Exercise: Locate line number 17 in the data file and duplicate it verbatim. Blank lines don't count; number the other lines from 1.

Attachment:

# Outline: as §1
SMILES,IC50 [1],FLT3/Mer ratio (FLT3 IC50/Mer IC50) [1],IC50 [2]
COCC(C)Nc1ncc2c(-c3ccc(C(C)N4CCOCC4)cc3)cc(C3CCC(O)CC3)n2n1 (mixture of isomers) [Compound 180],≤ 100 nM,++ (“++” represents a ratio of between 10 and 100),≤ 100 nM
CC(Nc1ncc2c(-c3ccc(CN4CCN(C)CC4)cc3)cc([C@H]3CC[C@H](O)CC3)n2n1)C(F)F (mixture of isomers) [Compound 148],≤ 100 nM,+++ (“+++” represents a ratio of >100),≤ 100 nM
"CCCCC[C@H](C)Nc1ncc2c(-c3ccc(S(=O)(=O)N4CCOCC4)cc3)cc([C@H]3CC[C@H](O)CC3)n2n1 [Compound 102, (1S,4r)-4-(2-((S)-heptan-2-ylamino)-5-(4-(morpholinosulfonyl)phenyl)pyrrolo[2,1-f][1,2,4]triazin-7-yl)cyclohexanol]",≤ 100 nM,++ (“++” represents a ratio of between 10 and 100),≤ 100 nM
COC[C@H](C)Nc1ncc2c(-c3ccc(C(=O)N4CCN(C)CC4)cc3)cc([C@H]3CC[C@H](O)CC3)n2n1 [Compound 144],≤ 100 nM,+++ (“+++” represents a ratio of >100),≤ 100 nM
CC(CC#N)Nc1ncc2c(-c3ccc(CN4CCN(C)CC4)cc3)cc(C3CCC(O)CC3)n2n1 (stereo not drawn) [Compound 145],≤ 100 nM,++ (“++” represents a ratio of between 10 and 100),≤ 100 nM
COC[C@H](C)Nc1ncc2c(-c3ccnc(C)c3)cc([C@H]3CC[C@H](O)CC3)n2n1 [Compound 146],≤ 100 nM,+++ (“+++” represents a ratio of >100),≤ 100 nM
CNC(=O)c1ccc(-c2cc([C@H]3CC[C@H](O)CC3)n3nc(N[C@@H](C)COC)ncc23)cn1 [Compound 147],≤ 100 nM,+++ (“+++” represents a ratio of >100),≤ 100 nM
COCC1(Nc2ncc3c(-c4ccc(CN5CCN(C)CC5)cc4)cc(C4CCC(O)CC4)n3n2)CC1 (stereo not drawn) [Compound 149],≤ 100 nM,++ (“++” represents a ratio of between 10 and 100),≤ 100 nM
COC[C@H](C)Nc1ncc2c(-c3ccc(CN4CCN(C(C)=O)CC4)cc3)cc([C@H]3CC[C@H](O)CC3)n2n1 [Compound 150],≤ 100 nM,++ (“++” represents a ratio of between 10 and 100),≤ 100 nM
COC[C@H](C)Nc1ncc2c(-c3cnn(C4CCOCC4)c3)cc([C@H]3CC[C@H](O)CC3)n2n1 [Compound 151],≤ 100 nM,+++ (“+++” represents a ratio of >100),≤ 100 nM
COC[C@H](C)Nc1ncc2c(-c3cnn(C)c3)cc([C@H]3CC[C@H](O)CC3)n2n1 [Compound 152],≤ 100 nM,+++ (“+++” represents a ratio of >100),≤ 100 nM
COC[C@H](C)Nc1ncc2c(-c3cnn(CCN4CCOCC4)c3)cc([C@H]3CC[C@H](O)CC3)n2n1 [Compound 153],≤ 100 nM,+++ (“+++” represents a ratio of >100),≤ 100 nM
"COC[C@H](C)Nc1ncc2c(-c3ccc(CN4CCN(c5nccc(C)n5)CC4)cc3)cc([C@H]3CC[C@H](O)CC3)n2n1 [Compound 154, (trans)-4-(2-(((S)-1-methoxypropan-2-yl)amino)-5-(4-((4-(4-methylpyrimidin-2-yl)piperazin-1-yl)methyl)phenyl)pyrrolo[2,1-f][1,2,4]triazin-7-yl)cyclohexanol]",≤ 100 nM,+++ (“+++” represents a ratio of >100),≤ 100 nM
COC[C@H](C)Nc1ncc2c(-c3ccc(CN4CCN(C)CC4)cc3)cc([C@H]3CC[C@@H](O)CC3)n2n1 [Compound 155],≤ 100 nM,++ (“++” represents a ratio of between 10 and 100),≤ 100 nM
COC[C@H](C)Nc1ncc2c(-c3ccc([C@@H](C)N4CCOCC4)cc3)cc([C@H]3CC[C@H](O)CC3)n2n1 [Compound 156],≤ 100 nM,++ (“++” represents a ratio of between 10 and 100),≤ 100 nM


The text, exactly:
COC[C@H](C)Nc1ncc2c(-c3ccc([C@@H](C)N4CCOCC4)cc3)cc([C@H]3CC[C@H](O)CC3)n2n1 [Compound 156],≤ 100 nM,++ (“++” represents a ratio of between 10 and 100),≤ 100 nM